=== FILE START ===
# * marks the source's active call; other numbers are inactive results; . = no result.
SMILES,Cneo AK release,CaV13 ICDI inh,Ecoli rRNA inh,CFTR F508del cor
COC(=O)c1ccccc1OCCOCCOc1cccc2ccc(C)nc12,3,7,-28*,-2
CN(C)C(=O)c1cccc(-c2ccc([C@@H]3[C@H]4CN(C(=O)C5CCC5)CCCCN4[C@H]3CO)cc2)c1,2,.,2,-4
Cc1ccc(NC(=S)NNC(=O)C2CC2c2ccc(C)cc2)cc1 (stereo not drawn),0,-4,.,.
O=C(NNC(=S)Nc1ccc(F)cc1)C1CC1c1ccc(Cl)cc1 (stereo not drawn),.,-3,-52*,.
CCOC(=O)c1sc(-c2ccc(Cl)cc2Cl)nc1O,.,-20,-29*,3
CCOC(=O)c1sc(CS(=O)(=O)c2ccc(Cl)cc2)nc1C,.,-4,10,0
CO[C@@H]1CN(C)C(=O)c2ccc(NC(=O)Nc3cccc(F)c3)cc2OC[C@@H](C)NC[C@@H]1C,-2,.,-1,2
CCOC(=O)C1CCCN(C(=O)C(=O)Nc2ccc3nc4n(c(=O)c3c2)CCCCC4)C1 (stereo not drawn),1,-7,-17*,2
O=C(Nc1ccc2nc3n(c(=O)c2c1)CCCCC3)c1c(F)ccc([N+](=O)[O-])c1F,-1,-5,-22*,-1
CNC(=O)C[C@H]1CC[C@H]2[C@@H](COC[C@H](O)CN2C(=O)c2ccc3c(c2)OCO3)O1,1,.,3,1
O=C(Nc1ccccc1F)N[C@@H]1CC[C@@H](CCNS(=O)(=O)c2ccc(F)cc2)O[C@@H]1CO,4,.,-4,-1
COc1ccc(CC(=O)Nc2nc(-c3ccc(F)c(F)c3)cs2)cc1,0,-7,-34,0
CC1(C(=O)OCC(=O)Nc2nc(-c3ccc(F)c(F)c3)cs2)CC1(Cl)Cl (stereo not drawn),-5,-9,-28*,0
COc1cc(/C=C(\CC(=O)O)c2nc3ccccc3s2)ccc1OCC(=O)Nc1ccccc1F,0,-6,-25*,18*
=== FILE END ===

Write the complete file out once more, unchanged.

# * marks the source's active call; other numbers are inactive results; . = no result.
SMILES,Cneo AK release,CaV13 ICDI inh,Ecoli rRNA inh,CFTR F508del cor
COC(=O)c1ccccc1OCCOCCOc1cccc2ccc(C)nc12,3,7,-28*,-2
CN(C)C(=O)c1cccc(-c2ccc([C@@H]3[C@H]4CN(C(=O)C5CCC5)CCCCN4[C@H]3CO)cc2)c1,2,.,2,-4
Cc1ccc(NC(=S)NNC(=O)C2CC2c2ccc(C)cc2)cc1 (stereo not drawn),0,-4,.,.
O=C(NNC(=S)Nc1ccc(F)cc1)C1CC1c1ccc(Cl)cc1 (stereo not drawn),.,-3,-52*,.
CCOC(=O)c1sc(-c2ccc(Cl)cc2Cl)nc1O,.,-20,-29*,3
CCOC(=O)c1sc(CS(=O)(=O)c2ccc(Cl)cc2)nc1C,.,-4,10,0
CO[C@@H]1CN(C)C(=O)c2ccc(NC(=O)Nc3cccc(F)c3)cc2OC[C@@H](C)NC[C@@H]1C,-2,.,-1,2
CCOC(=O)C1CCCN(C(=O)C(=O)Nc2ccc3nc4n(c(=O)c3c2)CCCCC4)C1 (stereo not drawn),1,-7,-17*,2
O=C(Nc1ccc2nc3n(c(=O)c2c1)CCCCC3)c1c(F)ccc([N+](=O)[O-])c1F,-1,-5,-22*,-1
CNC(=O)C[C@H]1CC[C@H]2[C@@H](COC[C@H](O)CN2C(=O)c2ccc3c(c2)OCO3)O1,1,.,3,1
O=C(Nc1ccccc1F)N[C@@H]1CC[C@@H](CCNS(=O)(=O)c2ccc(F)cc2)O[C@@H]1CO,4,.,-4,-1
COc1ccc(CC(=O)Nc2nc(-c3ccc(F)c(F)c3)cs2)cc1,0,-7,-34,0
CC1(C(=O)OCC(=O)Nc2nc(-c3ccc(F)c(F)c3)cs2)CC1(Cl)Cl (stereo not drawn),-5,-9,-28*,0
COc1cc(/C=C(\CC(=O)O)c2nc3ccccc3s2)ccc1OCC(=O)Nc1ccccc1F,0,-6,-25*,18*